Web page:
Individualized Dosage Of Acenocoumarol Biology Essay


To determine the individualized dosage of acenocoumarol, we investigated the contribution of CYP2C9 and VKORC1 genetic polymorphisms on daily acenocoumarol maintenance dose in the patients of south Indian origin.

Materials and methods: The study was conducted in 170 patients attending out- patient clinics. The single nucleotide polymorphisms of CYP2C9*2 (rs1799853), CYP2C9*3 (rs1057910) and VKORC1 (rs9923231) were identified by Real-Time polymerase chain reaction (RT-PCR) method.

Results: The study reveals that, the CYP2C9*1*1, *1*2, *1*3, *2*3 and *3*3 genotype frequencies were found to be 80.3%, 4.3% 13.5%, 0.6% and 1.2%, respectively. The VKORC1 GG, GA and AA genotype frequencies were found to be 84.7%, 14.7% and 0.6%, respectively. Any one variant allele carriers of CYP2C9 (*1*2 and *1*3) required 44% and 28.2% lower daily acenocoumarol dose (2.0± 0.8 (SD) mg and 2.5± 1.2 (SD) mg and 2.0 mg respectively) than the normal CYP2C9*1*1 genotype group (3.4± 1.3(SD) mg). The VKORC1GG genotype carriers required higher dose [3.3±1.3 (SD) mg] as compared to VKORC1GA [2.3± 0.8 (SD) mg] and VKORC1AA [1.0 mg]. A combination of both the genes indicated that patients with CYP2C9*1*2 and VKORC1 GA genotypes required 38% lower dose (2.3±0.9 (SD) mg) than patients with CYP2C9*1*1 and VKORC1 GG genotype (3.5± 1.3(SD) mg). The clinical and genetic variables together contribute to predict 30.6% of the required maintenance dose.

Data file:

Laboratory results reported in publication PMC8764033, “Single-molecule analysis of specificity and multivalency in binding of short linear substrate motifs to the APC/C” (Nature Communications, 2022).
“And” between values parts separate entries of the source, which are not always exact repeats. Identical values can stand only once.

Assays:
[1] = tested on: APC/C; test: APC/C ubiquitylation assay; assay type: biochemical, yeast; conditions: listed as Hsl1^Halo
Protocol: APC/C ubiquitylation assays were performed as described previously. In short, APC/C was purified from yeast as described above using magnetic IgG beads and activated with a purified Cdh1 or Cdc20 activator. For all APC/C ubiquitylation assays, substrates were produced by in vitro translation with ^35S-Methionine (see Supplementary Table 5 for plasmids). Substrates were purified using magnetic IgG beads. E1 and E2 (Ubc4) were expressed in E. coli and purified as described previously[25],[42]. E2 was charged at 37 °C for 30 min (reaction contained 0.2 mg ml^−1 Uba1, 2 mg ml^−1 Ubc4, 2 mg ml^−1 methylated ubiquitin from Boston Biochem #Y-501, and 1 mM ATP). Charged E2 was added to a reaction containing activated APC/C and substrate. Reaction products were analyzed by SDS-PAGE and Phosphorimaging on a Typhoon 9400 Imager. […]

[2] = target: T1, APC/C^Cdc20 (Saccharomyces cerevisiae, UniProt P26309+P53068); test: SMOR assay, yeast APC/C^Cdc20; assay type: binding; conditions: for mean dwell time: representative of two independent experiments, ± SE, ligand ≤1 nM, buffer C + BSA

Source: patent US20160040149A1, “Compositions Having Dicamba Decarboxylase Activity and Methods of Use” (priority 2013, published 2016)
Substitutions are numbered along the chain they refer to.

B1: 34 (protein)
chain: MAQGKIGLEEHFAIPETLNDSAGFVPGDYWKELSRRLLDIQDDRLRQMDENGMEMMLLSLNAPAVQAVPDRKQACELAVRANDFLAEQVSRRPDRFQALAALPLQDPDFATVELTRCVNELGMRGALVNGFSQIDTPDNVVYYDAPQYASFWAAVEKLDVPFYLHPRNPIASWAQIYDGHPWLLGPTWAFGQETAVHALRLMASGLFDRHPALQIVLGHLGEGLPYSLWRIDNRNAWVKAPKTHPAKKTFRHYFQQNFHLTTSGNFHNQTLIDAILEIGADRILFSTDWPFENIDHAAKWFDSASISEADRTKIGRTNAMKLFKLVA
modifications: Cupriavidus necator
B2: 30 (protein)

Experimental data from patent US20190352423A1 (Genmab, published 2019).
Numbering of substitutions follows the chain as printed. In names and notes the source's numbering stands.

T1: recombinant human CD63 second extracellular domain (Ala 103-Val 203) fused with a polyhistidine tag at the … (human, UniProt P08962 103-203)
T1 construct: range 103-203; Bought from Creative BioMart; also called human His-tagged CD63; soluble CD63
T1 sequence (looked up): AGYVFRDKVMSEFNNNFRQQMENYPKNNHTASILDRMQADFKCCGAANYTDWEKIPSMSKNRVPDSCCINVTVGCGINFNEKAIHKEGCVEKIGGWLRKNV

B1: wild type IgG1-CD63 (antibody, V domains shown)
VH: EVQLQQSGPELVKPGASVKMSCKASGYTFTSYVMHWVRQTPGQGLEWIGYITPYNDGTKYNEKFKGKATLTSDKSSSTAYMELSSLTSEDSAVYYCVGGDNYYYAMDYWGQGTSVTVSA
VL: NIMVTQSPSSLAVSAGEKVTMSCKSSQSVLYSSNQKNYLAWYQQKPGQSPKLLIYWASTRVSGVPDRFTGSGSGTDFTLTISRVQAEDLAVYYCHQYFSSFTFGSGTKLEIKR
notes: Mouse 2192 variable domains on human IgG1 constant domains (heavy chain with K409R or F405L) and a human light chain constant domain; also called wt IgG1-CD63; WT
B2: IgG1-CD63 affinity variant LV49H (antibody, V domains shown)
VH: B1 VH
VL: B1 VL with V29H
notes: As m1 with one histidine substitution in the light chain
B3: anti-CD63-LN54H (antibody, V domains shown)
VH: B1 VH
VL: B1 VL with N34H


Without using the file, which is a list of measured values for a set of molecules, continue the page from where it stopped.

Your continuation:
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Conclusion: The effect of genetic polymorphisms in the two genes CYP2C9 and VKORC1 were significantly affects the acenocoumarol daily maintenance dose requirement in south Indian population.

Key words: Acenocoumarol, Oral anticoagulants, pharmacogenomics, polymorphisms, south Indians